Griffin Carrick is a paper quilling artist born and raised in Illinois. She currently resides in Fayetteville, with her husband, who serves in the Army, and their three children. She studied architecture at the University of Wisconsin-Milwaukee and earned a master’s degree in interior design from the Savannah College of Art and Design, followed by 10 years working in the interior design industry. The demands of motherhood and military life led her to paper quilling as a creative outlet. Quilling is the folding, rolling and configuring of paper strips into decorative motifs. Unlike traditional quilling that attaches strips of paper to a backing, Griffin removes that substrate and relies on the structural potential of the quilled paper to create her wall hangings and quilled collages. Her practice is greatly influenced by textiles and experiments in the three-dimensional potential of paper quilling.
3 Things making your life richer & why:
I have always gotten so much inspiration out of visiting antique and thrift stores. Fayetteville and Sanford both have a handful of shops I visit regularly. I particularly love Mid-Century Modern furniture and decor as well as vintage textiles and books.
I love seeing great art in person; the North Carolina Museum of Art is one of my favorites because it has a beautiful art park, which I find is a great spot to wear my kids out before I drag them through the galleries inside. They always put on beautiful special exhibitions and have a great combination of old masters artwork and contemporary artists on display.
Getting out on a walk (by myself) while listening to a good book or podcast is one of the easiest things I do to get inspired, and I’ve made an effort to prioritize it. In the past any free time I had automatically went to making stuff in my studio, and I’m trying to remind myself that this time away from the studio, moving my body, is also part of a strong art practice.
Local artist you admire: I enjoy the work of local artist Katie Crawford and was happy to see she recently wrote a children’s book. I love an excuse to expose my kids to art and it’s even more enriching for them when the person that made those beautiful pictures lives in their hometown.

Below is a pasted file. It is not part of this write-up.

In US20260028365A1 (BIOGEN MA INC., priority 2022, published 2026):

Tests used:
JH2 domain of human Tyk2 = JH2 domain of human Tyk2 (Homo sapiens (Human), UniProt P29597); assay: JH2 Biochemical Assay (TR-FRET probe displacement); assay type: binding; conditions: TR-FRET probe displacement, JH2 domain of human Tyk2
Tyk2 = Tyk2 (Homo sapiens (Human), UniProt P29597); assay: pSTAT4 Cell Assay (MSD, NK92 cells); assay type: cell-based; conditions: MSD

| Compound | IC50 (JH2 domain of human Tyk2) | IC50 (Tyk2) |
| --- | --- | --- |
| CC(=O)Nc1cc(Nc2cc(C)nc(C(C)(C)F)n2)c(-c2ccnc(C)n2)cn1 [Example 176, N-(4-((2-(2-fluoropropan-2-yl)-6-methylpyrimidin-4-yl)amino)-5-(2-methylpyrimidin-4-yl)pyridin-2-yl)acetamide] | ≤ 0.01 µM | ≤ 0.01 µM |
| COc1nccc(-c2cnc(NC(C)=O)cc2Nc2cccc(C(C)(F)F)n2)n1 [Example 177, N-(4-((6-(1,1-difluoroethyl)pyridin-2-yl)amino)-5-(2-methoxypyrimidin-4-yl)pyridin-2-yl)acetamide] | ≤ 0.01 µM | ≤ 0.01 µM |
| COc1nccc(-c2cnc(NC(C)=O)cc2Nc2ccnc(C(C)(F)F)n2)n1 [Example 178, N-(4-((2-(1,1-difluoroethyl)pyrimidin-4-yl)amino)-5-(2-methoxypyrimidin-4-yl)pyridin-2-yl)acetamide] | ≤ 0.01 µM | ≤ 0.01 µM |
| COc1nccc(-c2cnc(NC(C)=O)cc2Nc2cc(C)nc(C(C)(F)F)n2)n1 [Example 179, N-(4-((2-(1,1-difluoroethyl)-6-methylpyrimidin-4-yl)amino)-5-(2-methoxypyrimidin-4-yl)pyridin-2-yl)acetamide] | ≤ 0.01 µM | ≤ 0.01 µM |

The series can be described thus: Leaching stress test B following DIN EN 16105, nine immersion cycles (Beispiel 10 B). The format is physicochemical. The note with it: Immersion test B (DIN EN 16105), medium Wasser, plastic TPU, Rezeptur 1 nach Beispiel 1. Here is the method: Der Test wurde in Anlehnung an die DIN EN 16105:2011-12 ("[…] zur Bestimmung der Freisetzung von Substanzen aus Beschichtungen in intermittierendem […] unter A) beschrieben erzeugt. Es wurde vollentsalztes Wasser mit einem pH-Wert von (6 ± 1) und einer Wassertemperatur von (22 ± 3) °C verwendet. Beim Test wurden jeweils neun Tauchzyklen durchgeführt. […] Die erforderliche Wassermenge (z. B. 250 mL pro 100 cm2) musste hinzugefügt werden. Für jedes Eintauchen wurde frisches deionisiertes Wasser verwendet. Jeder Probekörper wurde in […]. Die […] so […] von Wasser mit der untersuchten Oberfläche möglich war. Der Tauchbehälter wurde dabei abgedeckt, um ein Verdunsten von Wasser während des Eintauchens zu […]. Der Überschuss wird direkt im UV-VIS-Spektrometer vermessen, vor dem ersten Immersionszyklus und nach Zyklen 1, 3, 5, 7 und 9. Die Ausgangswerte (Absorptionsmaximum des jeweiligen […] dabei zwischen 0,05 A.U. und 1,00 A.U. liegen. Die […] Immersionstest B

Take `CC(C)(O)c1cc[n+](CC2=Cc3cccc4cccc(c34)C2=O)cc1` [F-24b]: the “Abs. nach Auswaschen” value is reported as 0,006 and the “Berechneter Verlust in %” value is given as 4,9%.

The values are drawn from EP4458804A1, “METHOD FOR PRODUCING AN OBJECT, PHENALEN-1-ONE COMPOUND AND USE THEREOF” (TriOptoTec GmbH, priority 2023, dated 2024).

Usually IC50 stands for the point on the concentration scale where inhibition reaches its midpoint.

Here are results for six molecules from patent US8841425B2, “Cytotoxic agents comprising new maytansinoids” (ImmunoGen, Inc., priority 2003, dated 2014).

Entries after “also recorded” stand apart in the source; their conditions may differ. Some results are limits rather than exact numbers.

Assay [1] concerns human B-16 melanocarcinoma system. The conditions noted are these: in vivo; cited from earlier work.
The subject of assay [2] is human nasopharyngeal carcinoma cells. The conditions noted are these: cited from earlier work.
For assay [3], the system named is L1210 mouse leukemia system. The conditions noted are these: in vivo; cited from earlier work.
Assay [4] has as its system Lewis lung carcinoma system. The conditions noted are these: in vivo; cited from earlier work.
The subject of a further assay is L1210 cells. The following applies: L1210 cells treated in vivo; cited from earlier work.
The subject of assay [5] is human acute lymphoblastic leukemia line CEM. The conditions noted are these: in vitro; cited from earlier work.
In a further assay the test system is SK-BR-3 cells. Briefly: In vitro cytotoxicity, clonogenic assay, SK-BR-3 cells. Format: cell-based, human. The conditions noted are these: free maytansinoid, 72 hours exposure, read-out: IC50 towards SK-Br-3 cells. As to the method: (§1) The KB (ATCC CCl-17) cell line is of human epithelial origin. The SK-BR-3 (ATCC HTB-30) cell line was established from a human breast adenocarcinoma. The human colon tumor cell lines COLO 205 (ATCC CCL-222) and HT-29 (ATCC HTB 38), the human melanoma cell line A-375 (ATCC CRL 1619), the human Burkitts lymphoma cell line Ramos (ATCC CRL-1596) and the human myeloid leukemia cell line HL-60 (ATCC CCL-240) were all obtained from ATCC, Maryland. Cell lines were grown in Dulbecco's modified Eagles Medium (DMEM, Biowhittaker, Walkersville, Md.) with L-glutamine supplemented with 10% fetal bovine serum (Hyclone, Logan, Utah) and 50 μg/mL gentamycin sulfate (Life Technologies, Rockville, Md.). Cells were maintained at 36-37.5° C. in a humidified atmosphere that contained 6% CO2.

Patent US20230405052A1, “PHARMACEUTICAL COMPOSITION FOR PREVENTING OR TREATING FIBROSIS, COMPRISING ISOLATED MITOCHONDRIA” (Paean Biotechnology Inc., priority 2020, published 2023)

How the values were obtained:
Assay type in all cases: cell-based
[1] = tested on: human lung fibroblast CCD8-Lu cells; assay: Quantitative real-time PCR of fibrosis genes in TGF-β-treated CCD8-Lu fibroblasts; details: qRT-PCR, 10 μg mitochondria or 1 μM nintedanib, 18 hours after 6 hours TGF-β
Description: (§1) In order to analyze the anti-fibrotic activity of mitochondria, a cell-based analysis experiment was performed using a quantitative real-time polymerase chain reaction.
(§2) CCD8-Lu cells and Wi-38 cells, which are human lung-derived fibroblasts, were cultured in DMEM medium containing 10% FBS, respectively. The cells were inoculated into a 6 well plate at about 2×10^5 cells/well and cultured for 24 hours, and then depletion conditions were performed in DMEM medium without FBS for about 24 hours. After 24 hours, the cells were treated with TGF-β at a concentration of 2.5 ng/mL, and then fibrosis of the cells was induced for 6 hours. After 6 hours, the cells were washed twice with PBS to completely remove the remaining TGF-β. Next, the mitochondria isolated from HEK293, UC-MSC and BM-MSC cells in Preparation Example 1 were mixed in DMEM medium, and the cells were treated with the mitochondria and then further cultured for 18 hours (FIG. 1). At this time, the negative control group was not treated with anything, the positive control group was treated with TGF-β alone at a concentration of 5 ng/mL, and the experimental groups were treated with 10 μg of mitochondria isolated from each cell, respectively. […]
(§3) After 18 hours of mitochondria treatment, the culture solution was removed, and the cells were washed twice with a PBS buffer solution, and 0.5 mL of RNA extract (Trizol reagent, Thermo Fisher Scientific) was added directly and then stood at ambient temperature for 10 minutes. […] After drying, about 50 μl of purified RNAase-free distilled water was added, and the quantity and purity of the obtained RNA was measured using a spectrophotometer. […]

What is one of your current artistic experiments? I recently started quilling with vintage college yearbook pages and combining it with bits of recycled denim blue jeans to make tapestries and wall hangings, I love the patina of the worn denim, the snippets of text and photos seen in the quilled yearbook pages, and the fact that these materials are recycled. It has been a goal of mine to use second hand materials in my practice and I feel like I have landed on materials that I find aesthetically and personally meaningful, so I am excited by all the possibilities of this combination!
How did your art practice change during the pandemic? During the pandemic I can’t say a lot changed since I make art here in my home, however the dedicated time I had to make art was limited, because my kids were doing online school. While they did their school work in my studio, which helped me squeeze in some art making, I mostly found myself retrieving snacks, distracting my toddler, and trying to keep them focused and motivated. I am definitely grateful to have some dedicated and undistracted time back in the studio these days!
Where do you practice your art? Describe your work space. We have an extra room in our home that I use as an art studio, having this space means I pop in there and work throughout the day. I have a nice large table to make work with a large bulletin board where I pin up samples and inspiration and a pair of shelves that holds supplies, including my main materials, paper and glue, as well as stacks (and stacks) of old work.
How do you find your subject (next piece, idea, voice)? Having a background in interior design and architecture I came to my art practice with a pretty strong sense of my own design style and I think about art like an interior designer would, meaning I think art should enhance the space it inhabits. For me that means the artwork sparks conversation/consideration, adds texture and dimension to the wall it sits on and expresses the material(s) it is made of beautifully. So I started quilling paper wall hangings because they embodied the kind of art I wanted to see in a well designed room.
Advice to newer artists in your genre. Just start making stuff and don’t be afraid to experiment and follow ideas/inspiration. Even the bad ideas or pieces I have made taught me new skills, led to better ideas or helped me identify what it was I wanted to do with my art. If it takes 10,000 hours to master a skill then you have to make A LOT of art and it all won’t be pretty.